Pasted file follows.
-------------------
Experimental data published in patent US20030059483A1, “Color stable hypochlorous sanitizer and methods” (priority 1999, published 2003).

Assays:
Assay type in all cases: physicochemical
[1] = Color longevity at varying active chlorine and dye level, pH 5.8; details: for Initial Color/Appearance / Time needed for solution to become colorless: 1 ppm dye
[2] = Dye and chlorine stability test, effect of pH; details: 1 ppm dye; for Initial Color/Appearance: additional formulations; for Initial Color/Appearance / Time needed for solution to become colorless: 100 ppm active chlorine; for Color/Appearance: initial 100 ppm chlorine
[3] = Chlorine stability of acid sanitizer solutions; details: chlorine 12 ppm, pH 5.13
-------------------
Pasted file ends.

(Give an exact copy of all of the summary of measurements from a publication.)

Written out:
Experimental data published in patent US20030059483A1, “Color stable hypochlorous sanitizer and methods” (priority 1999, published 2003).

Assays:
Assay type in all cases: physicochemical
[1] = Color longevity at varying active chlorine and dye level, pH 5.8; details: for Initial Color/Appearance / Time needed for solution to become colorless: 1 ppm dye
[2] = Dye and chlorine stability test, effect of pH; details: 1 ppm dye; for Initial Color/Appearance: additional formulations; for Initial Color/Appearance / Time needed for solution to become colorless: 100 ppm active chlorine; for Color/Appearance: initial 100 ppm chlorine
[3] = Chlorine stability of acid sanitizer solutions; details: chlorine 12 ppm, pH 5.13